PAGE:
7) Turn your deflated pool into a slippy slide! Just turn it upside down on a little slope and add a trickle of water.

8) Then add a few drops of environmentally-safe liquid soap and watch the fun and bubbles explode!

Our kids are now older and I can proudly say that we never had to take a kiddie pool to the landfill. The reuses were too good and then the pools were passed on to others. Do you have a reuse we haven’t mentioned here?

Plant An Extra Row

Extra Romaine Lettuce is Easy to Grow For the Hungry. Photo © Liesl Clark

“Do You Have Any Leftovers?” was written on the sign next to the man sitting humbly on a street where popular cafes and restaurants have sidewalk seating on a Boulder, Colorado street. We were struck to the core by these words.

He wasn’t asking for money or even for “food.” This street beggar simply wanted what we were going to throw away, reminding passers-by that if they had a few morsels they weren’t going to eat at that streetside cafe, he’d be happy to gulp it down. My son had half a bagel wrapped in a napkin that he was going to eat for lunch. He promptly put it in the man’s hands and they smiled at each other as the man gratefully ate the food.

Potatoes Harvested For the Hungry. Photo © Liesl Clark

This direct experience with someone whom we knew was hungry got us thinking creatively about our food and where we have leftovers that might help others. If you have a garden, you’ve likely experienced the good fortune of excess produce to share with friends and neighbors. Why not share it with neighbors who are in need of food? Plant a row for the hungry, and at harvest time take your produce to your nearest food bank to augment the traditional canned goods people donate. A box full of lettuces, tomatoes, squash, or carrots will bring joy to those who might not have had a fresh locally-grown vegetable for months.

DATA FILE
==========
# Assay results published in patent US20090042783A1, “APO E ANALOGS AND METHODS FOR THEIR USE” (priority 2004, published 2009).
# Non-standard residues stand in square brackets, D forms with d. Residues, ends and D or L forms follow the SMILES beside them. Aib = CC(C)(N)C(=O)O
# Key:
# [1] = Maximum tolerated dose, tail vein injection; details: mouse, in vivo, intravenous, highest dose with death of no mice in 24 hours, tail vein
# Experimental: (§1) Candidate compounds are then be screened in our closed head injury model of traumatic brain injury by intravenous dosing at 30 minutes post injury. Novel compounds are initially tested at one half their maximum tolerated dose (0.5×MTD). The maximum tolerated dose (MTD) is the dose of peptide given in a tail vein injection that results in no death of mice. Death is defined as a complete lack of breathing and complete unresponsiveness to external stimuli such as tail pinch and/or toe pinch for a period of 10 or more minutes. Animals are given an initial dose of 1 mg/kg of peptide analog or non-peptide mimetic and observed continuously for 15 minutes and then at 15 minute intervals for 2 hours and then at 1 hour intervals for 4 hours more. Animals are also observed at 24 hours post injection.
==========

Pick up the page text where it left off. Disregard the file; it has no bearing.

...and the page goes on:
Digging for Treasure. Photo © Liesl Clark

My friend, Rebecca Rockefeller, and I planted a garden together with our children that donated over half the produce to our local food bank, Helpline House. Potato harvest was particularly fun for the kids. It’s like digging for treasure. I always make room for a few extra rows of greens, too, to share on our local Buy Nothing group. Anything we can’t eat is shared with our neighbors. It helps us to meet new people who have moved to the neighborhood.